There is no single cause to any disorder, including crime. While clearly we are all ultimately responsible for our own actions, it is wrong to hold an individual wholly responsible for his unlawful act. There are certain factors in our society that endorse the potential of criminal activities of an individual.
Most criminals are simply too strong physically, pumping up the body muscles, but not enough the mental and emotional muscles. The reason why their strength becomes weakness is because they are not balanced.
Being raised in a dysfunctional family, or coming from a disadvantaged background, or feeling discriminated all can cause crime. Moreover, there are so many other factors behind committing crime with such conditions.
Poverty is often blamed for leading to crime; however underneath is something more vital - society bombards us with commercial values, making us want more and more material things, to the point when some would do anything – including criminal acts – to get them.
Unemployment is another factor in this category that contributes to crime through looking ways to earn money by any means possible.
No doubt, every person who harms another should be punished, but also rehabilitated so that the crime is prevented from reoccurring. Punishment is good for two reasons: it shows the offender that one cannot get away with doing the wrong things, and as a form of prevention - the fear of punishment is often main reason for law-abiding citizens not to slip to the other side of the tracks.
The purpose of punishment is to discourage a person from committing a crime. Punishment is supposed to make criminal behavior less attractive and more risky. Imprisonment and loss of income is a major hardship to many people. Another way of influencing choice is to make crime more difficult or to reduce the opportunities. This can be as simple as better lighting, locking bars on auto steering wheels, the presence of guard dogs, or high technology improvements such as security systems and photographs on credit cards.
A person weighing the risks of crime considers factors like how many police officers are in sight where the crime will take place. Studies of New York City records between 1970 and 1999 showed that as the police force in the city grew, less crime was committed. A change in a city's police force, however, is usually tied to its economic health. Normally as unemployment rises, city revenues decrease because fewer people are paying taxes. This causes cutbacks in city services including the police force. So a rise in criminal activity may not be due to fewer police, but rather rising unemployment.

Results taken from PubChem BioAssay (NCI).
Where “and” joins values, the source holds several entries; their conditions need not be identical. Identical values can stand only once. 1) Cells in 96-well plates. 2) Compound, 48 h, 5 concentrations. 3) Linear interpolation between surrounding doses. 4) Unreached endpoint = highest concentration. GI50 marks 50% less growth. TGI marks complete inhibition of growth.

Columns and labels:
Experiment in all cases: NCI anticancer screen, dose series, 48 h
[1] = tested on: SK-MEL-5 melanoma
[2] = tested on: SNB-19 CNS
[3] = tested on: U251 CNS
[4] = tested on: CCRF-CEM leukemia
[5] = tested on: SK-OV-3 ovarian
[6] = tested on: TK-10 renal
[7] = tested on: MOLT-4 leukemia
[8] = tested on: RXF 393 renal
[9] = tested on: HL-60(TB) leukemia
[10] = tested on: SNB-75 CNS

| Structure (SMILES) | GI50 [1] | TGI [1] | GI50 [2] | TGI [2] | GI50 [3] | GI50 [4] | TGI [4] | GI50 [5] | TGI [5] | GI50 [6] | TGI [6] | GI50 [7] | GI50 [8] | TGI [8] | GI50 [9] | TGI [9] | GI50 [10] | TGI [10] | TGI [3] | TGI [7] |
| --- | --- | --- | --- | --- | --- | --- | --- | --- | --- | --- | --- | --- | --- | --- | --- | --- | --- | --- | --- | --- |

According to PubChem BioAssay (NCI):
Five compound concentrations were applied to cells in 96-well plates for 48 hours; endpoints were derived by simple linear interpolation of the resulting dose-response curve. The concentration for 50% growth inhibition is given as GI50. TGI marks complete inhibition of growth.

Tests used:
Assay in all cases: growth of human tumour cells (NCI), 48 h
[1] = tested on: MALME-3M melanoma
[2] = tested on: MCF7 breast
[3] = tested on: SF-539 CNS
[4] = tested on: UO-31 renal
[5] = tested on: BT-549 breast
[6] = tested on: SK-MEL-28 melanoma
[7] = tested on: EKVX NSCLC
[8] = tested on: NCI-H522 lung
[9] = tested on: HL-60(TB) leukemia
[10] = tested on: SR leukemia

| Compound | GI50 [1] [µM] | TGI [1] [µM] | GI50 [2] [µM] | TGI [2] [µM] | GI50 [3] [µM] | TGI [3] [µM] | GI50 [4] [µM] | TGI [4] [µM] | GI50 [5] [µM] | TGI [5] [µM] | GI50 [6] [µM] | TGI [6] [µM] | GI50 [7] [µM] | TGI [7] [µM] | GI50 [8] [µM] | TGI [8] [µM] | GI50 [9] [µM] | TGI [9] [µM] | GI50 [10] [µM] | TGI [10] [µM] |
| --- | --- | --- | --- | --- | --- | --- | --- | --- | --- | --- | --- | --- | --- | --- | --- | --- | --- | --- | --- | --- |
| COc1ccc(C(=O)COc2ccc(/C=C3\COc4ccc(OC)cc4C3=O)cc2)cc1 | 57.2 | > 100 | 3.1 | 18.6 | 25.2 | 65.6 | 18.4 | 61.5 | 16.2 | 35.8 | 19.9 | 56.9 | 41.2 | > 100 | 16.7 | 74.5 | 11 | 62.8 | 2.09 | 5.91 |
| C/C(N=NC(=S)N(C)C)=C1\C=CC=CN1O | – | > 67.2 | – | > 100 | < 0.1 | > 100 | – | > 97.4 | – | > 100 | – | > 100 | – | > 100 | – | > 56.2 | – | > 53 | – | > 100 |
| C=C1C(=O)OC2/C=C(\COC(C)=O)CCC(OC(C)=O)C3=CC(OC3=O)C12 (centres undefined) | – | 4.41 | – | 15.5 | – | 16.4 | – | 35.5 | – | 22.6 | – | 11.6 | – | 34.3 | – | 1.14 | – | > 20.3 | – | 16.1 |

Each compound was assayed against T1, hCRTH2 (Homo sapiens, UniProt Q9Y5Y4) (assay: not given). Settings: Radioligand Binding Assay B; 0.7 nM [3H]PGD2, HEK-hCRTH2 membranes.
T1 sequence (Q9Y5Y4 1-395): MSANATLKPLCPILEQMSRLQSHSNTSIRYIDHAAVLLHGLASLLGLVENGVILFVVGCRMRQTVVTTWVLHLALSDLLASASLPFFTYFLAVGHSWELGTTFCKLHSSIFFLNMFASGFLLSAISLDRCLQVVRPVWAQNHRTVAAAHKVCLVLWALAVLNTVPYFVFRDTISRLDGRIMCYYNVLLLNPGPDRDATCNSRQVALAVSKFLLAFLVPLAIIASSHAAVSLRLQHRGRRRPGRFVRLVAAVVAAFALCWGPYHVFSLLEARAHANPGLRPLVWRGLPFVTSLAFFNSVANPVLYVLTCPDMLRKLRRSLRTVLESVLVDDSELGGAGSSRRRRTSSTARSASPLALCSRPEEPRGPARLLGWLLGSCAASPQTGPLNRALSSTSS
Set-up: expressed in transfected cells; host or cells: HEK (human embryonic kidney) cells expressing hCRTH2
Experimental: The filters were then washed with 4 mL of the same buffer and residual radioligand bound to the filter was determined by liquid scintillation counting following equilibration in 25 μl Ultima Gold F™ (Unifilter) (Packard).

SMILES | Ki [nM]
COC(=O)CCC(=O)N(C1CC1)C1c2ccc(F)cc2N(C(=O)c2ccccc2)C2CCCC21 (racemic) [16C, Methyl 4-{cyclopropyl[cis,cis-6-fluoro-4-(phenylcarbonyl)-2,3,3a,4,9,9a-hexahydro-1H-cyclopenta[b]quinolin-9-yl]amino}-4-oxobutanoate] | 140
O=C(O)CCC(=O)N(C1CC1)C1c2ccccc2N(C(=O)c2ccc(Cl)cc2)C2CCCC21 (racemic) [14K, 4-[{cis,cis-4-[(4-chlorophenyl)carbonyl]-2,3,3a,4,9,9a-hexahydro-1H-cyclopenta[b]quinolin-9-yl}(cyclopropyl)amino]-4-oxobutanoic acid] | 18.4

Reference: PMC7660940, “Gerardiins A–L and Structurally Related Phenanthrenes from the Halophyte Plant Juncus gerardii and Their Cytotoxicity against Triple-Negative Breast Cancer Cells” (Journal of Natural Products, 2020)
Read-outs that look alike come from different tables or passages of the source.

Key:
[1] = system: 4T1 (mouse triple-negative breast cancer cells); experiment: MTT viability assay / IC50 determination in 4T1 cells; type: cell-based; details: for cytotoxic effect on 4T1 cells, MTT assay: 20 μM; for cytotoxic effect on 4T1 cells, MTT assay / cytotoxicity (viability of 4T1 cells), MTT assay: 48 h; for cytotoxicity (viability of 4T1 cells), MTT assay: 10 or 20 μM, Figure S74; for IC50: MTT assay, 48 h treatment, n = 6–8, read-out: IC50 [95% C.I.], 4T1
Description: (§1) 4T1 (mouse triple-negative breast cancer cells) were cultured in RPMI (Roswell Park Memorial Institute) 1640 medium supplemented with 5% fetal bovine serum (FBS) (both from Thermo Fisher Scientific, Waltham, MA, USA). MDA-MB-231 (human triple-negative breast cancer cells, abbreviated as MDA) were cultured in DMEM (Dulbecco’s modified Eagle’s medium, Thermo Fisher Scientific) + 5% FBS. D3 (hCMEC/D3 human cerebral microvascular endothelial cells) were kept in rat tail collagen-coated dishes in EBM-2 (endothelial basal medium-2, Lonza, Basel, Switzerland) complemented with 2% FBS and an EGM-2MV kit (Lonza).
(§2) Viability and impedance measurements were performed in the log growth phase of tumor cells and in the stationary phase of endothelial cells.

Another means of discouraging people from choosing criminal activity is the length of imprisonment. After the 1960s many believed more prisons and longer sentences would deter crime. Despite the dramatic increase in number of prisons and imposing mandatory lengthy sentences, however, the number of crimes continued to rise. The number of violent crimes doubled from 1970 to 1998. Property crimes rose from 7.4 million to 11 million, while the number of people placed in state and federal prisons grew from 290,000 in 1977 to over 1.2 million in 1998. Apparently longer prison sentences had little effect on discouraging criminal behavior.
The youths, who were involved in gang rapping in Paghman district of Central Kabul, reportedly each has spent many years in prison; however the imprisonment did not bear the desired fruit. Hence, even a long term imprisonment cannot be an effective measure for curbing crime.
It is well-known that many of the people responsible for law enforcement themselves are often hand in glove with criminals for making some quick gains by underhand means. Even otherwise, they are not too keen on nabbing the culprits unless the crimes are of larger magnitude. This sluggish attitude from the law enforcers encourages the criminals in their nefarious activities.
There can be many other impulsive factors behind committing crime such as extreme greed and lust for property, a propensity to harm others, a tendency to revenge, or to commit a crime just for the heck of it.
The government is supposed to take effective mechanism for the law enforcement so as to prevent from crime and corruption. However, it should be considered that the government is not only to take retributive measures but also rehabilitative ones. In other words, punishment is intended not to merely revenge the criminals but to rehabilitate them. Besides punishment, it is better to narrow the opportunity for crime across the country through facilitating the citizens and satisfying their financial, physical and mental needs.
The government has to provide job opportunities for the youths. It is rightly said, “An Idle mind is the workshop of the Devil.” Idleness and poverty will force one’s hand into crime. No doubt, if the government officials do not address the unemployment immediately, the criminal activities will rise more than ever before.
Condemning or punishing the criminals is a piece of cake, but can it be a proper solution for the problems going on in the society? No way! I emphasize again that the government must not end with punishment. Preventing measures ought to be taken through eradicating the criminal factors and addressing the problems being experienced by the citizens. In short, retributive measures are good but not enough and the officials have higher responsibilities to fulfill them with full honesty.